The workshop leader then asked an intriguing question. Where did we, who had grown up middle-class and white (all of the attendees were people of European descent and from middle-class backgrounds) in one of the wealthiest and most powerful nations of the world, “position” ourselves in these verses? Did we consider ourselves as one of those who was humble and hungry or as one of those who was proud and rich? She explained that Liberation Theology tended to interpret the Bible from a communal perspective rather than reading it as a text that was designed solely for an individual’s personal illumination. Thus, if we viewed these verses at a purely individualistic level, most of us might think of ourselves as one of those whom God protects and loves; or at least as one of those who was on the side of the “little guy” (along with God) against the powers (of the world). Yet, when taken from a larger, systemic perspective, as a group we easily could be lumped in with those labeled “proud”, “strong”, and “rich” for, after all, each of us had lived and continued to live a relatively privileged existence compared to the world’s “humble”, “poor”, and “vulnerable”.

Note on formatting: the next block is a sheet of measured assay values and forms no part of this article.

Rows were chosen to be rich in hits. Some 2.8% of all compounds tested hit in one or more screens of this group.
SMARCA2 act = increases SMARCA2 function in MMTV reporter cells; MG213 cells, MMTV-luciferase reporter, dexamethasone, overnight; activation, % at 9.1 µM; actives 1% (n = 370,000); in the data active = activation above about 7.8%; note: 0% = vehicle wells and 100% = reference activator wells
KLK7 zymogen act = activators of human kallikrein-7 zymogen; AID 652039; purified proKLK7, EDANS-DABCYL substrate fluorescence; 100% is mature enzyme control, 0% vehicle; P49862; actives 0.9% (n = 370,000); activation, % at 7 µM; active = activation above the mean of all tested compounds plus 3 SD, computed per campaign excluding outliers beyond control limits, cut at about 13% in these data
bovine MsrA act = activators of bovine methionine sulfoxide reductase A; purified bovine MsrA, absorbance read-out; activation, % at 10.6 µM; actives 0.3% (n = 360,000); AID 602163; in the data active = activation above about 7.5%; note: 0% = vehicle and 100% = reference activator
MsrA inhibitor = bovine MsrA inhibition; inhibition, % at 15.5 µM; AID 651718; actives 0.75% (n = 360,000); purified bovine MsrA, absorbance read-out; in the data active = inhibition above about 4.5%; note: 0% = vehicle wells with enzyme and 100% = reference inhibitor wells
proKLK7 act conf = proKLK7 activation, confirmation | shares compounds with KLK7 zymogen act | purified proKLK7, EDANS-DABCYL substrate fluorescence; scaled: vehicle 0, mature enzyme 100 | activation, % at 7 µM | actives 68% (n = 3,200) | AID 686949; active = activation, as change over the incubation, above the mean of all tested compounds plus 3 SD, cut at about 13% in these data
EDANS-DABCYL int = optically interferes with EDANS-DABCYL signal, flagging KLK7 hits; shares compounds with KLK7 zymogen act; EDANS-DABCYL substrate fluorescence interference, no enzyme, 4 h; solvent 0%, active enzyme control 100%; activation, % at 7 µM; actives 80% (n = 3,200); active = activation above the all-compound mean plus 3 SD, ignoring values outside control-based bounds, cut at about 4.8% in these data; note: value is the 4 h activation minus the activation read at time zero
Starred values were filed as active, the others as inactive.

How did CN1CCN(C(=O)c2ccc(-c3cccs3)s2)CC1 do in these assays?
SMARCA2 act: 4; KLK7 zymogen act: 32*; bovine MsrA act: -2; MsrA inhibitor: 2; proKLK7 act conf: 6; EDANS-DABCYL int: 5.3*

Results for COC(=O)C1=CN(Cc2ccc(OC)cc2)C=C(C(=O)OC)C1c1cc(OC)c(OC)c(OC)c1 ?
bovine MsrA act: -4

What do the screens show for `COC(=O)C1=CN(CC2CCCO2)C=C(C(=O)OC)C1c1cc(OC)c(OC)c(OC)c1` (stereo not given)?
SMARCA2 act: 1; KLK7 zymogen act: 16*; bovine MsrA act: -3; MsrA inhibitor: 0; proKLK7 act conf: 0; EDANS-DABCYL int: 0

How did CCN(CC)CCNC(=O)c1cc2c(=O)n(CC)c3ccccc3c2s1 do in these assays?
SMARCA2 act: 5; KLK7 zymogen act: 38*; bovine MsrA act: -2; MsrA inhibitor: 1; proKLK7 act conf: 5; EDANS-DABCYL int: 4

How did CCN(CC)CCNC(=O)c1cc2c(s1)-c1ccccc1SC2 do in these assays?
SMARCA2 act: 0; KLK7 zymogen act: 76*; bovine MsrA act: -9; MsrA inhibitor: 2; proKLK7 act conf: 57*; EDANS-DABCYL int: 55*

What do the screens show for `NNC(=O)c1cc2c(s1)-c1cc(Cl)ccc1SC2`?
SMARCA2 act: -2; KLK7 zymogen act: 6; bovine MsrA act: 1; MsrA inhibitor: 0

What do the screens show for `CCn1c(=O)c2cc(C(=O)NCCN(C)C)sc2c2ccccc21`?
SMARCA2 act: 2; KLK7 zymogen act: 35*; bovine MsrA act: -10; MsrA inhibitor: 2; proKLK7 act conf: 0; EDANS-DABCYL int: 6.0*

Several people were unhappy with this interpretation. They asserted that God viewed everyone equally; that is was unfair to “lump” all Americans into the same group; that the notion that the Divine shows a “preference” of one group over another was antithetical to Friends’ belief that everyone had the Inward Light within them.
Believe me, you don’t have to go to a Quaker workshop to have conversations like that. They happen in college sensitivity training courses all the time. And I remember, when I went through that, feeling the same resistance. It wasn’t my fault that I was born a white American doctor’s daughter any more than it was an African peasant’s fault that he was born in that situation. Why should I carry the guilt?